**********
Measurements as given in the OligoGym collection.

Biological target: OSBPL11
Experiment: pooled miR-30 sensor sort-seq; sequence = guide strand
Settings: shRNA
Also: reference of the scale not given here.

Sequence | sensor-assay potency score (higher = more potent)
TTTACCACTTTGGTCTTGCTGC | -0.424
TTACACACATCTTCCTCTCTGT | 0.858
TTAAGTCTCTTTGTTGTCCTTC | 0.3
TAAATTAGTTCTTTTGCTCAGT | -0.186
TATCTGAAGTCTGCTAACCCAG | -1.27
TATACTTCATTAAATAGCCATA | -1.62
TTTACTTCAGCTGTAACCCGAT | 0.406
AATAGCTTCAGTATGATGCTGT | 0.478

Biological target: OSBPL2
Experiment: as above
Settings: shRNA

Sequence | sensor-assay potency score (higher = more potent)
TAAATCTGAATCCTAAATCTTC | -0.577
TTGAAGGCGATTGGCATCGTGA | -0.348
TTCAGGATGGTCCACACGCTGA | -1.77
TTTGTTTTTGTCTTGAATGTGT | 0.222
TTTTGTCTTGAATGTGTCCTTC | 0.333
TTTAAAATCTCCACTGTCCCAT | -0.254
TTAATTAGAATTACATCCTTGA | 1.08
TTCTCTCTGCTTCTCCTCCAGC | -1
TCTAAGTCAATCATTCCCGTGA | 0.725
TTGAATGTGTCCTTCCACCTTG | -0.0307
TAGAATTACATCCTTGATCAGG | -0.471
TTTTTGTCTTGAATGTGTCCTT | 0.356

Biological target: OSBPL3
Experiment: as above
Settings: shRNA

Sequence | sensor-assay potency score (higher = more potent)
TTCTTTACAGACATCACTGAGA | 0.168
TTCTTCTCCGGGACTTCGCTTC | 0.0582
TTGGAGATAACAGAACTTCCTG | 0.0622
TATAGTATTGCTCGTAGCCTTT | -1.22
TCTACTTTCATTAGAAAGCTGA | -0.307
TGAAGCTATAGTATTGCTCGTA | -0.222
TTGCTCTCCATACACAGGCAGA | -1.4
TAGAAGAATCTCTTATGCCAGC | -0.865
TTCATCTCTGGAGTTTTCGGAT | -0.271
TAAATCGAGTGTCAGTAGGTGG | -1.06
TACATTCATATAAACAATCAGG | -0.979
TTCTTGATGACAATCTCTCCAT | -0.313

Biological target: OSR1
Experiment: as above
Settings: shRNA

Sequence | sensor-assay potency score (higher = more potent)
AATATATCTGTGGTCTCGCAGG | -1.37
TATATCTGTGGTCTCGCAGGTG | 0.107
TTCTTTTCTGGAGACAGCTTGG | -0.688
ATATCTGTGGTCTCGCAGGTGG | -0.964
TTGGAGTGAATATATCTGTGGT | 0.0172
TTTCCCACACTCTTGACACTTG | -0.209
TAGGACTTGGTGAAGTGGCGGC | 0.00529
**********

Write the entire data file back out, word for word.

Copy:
Measurements as given in the OligoGym collection.

Biological target: OSBPL11
Experiment: pooled miR-30 sensor sort-seq; sequence = guide strand
Settings: shRNA
Also: reference of the scale not given here.

Sequence | sensor-assay potency score (higher = more potent)
TTTACCACTTTGGTCTTGCTGC | -0.424
TTACACACATCTTCCTCTCTGT | 0.858
TTAAGTCTCTTTGTTGTCCTTC | 0.3
TAAATTAGTTCTTTTGCTCAGT | -0.186
TATCTGAAGTCTGCTAACCCAG | -1.27
TATACTTCATTAAATAGCCATA | -1.62
TTTACTTCAGCTGTAACCCGAT | 0.406
AATAGCTTCAGTATGATGCTGT | 0.478

Biological target: OSBPL2
Experiment: as above
Settings: shRNA

Sequence | sensor-assay potency score (higher = more potent)
TAAATCTGAATCCTAAATCTTC | -0.577
TTGAAGGCGATTGGCATCGTGA | -0.348
TTCAGGATGGTCCACACGCTGA | -1.77
TTTGTTTTTGTCTTGAATGTGT | 0.222
TTTTGTCTTGAATGTGTCCTTC | 0.333
TTTAAAATCTCCACTGTCCCAT | -0.254
TTAATTAGAATTACATCCTTGA | 1.08
TTCTCTCTGCTTCTCCTCCAGC | -1
TCTAAGTCAATCATTCCCGTGA | 0.725
TTGAATGTGTCCTTCCACCTTG | -0.0307
TAGAATTACATCCTTGATCAGG | -0.471
TTTTTGTCTTGAATGTGTCCTT | 0.356

Biological target: OSBPL3
Experiment: as above
Settings: shRNA

Sequence | sensor-assay potency score (higher = more potent)
TTCTTTACAGACATCACTGAGA | 0.168
TTCTTCTCCGGGACTTCGCTTC | 0.0582
TTGGAGATAACAGAACTTCCTG | 0.0622
TATAGTATTGCTCGTAGCCTTT | -1.22
TCTACTTTCATTAGAAAGCTGA | -0.307
TGAAGCTATAGTATTGCTCGTA | -0.222
TTGCTCTCCATACACAGGCAGA | -1.4
TAGAAGAATCTCTTATGCCAGC | -0.865
TTCATCTCTGGAGTTTTCGGAT | -0.271
TAAATCGAGTGTCAGTAGGTGG | -1.06
TACATTCATATAAACAATCAGG | -0.979
TTCTTGATGACAATCTCTCCAT | -0.313

Biological target: OSR1
Experiment: as above
Settings: shRNA

Sequence | sensor-assay potency score (higher = more potent)
AATATATCTGTGGTCTCGCAGG | -1.37
TATATCTGTGGTCTCGCAGGTG | 0.107
TTCTTTTCTGGAGACAGCTTGG | -0.688
ATATCTGTGGTCTCGCAGGTGG | -0.964
TTGGAGTGAATATATCTGTGGT | 0.0172
TTTCCCACACTCTTGACACTTG | -0.209
TAGGACTTGGTGAAGTGGCGGC | 0.00529